The Globe and Mail reports that Canada, the European Union, Brazil and Chile have sent a letter of complaint to the United States over $8 billion in tax credits available to the US forestry industry for producing a mixture of diesel and biofuel made from pulp mill waste products.
The letter claims “US forestry companies are reaping a windfall from a loophole in the law intended to encourage the production of cleaner-burning biofuels.”
“US-based pulp producers are qualifying for a 50-cent per gallon refundable tax credit by mixing small amounts of diesel with the pulp byproduct, rather than using straight biofuels.”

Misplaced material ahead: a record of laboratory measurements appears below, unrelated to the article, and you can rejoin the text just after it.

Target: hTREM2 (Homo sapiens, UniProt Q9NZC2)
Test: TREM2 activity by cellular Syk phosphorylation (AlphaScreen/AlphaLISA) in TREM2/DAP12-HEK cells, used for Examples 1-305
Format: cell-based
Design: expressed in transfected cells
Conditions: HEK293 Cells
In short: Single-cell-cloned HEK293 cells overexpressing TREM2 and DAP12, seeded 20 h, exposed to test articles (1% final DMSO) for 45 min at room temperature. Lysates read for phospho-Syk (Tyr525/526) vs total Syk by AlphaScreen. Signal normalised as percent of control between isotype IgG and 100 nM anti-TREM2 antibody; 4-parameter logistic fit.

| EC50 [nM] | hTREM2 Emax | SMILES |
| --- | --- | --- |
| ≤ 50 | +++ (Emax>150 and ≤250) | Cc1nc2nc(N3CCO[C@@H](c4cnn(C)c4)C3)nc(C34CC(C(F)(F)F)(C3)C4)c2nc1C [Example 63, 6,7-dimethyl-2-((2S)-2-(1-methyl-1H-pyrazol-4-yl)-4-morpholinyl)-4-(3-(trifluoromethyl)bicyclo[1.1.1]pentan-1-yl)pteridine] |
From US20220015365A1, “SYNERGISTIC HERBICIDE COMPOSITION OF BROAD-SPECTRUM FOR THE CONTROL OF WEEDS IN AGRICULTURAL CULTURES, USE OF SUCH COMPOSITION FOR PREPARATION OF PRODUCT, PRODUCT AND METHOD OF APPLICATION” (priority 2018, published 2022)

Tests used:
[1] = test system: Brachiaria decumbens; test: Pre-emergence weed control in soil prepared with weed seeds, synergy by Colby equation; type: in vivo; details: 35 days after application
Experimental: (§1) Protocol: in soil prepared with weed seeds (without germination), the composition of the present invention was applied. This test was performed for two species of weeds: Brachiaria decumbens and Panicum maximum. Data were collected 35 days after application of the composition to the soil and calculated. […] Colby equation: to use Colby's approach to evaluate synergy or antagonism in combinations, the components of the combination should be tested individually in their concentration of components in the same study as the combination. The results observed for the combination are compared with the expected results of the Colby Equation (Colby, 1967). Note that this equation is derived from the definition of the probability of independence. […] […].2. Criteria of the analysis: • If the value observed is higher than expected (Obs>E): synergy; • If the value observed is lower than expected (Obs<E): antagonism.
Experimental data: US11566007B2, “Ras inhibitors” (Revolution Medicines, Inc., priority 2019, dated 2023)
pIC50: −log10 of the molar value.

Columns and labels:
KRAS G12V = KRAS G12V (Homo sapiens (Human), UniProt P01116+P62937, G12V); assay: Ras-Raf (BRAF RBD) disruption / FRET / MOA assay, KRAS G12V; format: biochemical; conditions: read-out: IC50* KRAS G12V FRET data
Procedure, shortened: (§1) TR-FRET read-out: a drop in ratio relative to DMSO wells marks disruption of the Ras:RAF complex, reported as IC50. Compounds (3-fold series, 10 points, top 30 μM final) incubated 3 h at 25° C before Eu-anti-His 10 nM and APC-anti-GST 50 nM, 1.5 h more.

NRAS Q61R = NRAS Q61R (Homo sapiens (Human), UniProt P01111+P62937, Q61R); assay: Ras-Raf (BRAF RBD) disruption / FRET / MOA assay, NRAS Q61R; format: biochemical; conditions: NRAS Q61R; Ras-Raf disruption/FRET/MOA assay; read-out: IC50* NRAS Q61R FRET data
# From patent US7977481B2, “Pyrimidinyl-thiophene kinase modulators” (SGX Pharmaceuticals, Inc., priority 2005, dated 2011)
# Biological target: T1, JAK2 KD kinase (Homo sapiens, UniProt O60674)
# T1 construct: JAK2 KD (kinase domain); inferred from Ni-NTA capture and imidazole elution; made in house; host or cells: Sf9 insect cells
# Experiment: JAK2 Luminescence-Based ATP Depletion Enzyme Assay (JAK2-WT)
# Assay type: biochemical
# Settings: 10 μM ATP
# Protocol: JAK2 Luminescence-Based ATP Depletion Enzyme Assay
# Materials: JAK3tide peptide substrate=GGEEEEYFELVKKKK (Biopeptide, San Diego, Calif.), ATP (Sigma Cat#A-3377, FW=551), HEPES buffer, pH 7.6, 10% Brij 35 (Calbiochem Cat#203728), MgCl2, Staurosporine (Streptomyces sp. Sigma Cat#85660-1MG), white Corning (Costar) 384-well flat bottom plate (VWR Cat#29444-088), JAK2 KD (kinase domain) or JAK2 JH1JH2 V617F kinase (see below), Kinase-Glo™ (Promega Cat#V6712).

“Critics say the tax credits can amount to as much as 30 per cent of the selling price of the pulp, thereby creating a massive subsidy.”
The US forestry industry says “the law requires them to add some diesel to the biofuel mix to qualify for the credit, but that the primary biofuel ingredient is replacing fossil fuels previously used to run their operations.”
Canada is calling on the United States to terminate the tax credit, and says it is exploring all options including a World Trade Organization challenge.
The Forest Products Association of Canada has urged Ottawa to match the subsidy rather than pursue a trade action.
The US tax credit expires in seven months and is unlikely to be renewed.
The article – Trade tensions rise over U.S. ‘black liquor’ subsidy – can be read at http://www.globeinvestor.com/servlet/story/GAM.20090522.RPULP22ART1937/GIStory/.